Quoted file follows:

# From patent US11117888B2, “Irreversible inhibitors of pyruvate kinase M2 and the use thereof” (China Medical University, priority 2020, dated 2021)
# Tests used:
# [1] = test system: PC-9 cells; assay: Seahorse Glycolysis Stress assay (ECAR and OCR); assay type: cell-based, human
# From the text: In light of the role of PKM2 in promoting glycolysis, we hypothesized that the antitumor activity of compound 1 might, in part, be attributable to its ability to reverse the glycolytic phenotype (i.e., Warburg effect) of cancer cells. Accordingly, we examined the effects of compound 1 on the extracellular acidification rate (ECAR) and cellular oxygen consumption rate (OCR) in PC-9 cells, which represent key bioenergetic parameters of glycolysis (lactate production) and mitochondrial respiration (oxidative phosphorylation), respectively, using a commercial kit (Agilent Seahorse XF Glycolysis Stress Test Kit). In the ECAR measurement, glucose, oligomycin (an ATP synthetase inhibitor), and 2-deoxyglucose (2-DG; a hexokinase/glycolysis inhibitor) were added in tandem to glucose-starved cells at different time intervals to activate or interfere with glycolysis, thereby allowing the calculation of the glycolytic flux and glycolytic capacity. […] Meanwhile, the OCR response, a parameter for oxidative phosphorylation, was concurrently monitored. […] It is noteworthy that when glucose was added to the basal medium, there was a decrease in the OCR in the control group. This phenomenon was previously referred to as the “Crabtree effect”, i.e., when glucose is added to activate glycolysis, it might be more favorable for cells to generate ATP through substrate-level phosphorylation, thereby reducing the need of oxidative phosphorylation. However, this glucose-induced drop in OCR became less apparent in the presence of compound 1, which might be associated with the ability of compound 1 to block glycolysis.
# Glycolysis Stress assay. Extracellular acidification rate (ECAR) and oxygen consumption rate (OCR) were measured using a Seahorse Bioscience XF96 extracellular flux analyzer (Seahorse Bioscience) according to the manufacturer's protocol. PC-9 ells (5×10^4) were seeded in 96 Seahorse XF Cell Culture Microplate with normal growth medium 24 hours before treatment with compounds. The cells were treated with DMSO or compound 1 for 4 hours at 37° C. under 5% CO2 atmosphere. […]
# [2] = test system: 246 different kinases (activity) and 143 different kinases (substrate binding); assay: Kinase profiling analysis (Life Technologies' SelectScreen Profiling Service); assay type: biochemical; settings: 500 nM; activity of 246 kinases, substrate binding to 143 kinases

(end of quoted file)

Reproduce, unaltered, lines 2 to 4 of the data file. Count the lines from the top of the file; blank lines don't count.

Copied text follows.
# Tests used:
# [1] = test system: PC-9 cells; assay: Seahorse Glycolysis Stress assay (ECAR and OCR); assay type: cell-based, human
# From the text: In light of the role of PKM2 in promoting glycolysis, we hypothesized that the antitumor activity of compound 1 might, in part, be attributable to its ability to reverse the glycolytic phenotype (i.e., Warburg effect) of cancer cells. Accordingly, we examined the effects of compound 1 on the extracellular acidification rate (ECAR) and cellular oxygen consumption rate (OCR) in PC-9 cells, which represent key bioenergetic parameters of glycolysis (lactate production) and mitochondrial respiration (oxidative phosphorylation), respectively, using a commercial kit (Agilent Seahorse XF Glycolysis Stress Test Kit). In the ECAR measurement, glucose, oligomycin (an ATP synthetase inhibitor), and 2-deoxyglucose (2-DG; a hexokinase/glycolysis inhibitor) were added in tandem to glucose-starved cells at different time intervals to activate or interfere with glycolysis, thereby allowing the calculation of the glycolytic flux and glycolytic capacity. […] Meanwhile, the OCR response, a parameter for oxidative phosphorylation, was concurrently monitored. […] It is noteworthy that when glucose was added to the basal medium, there was a decrease in the OCR in the control group. This phenomenon was previously referred to as the “Crabtree effect”, i.e., when glucose is added to activate glycolysis, it might be more favorable for cells to generate ATP through substrate-level phosphorylation, thereby reducing the need of oxidative phosphorylation. However, this glucose-induced drop in OCR became less apparent in the presence of compound 1, which might be associated with the ability of compound 1 to block glycolysis.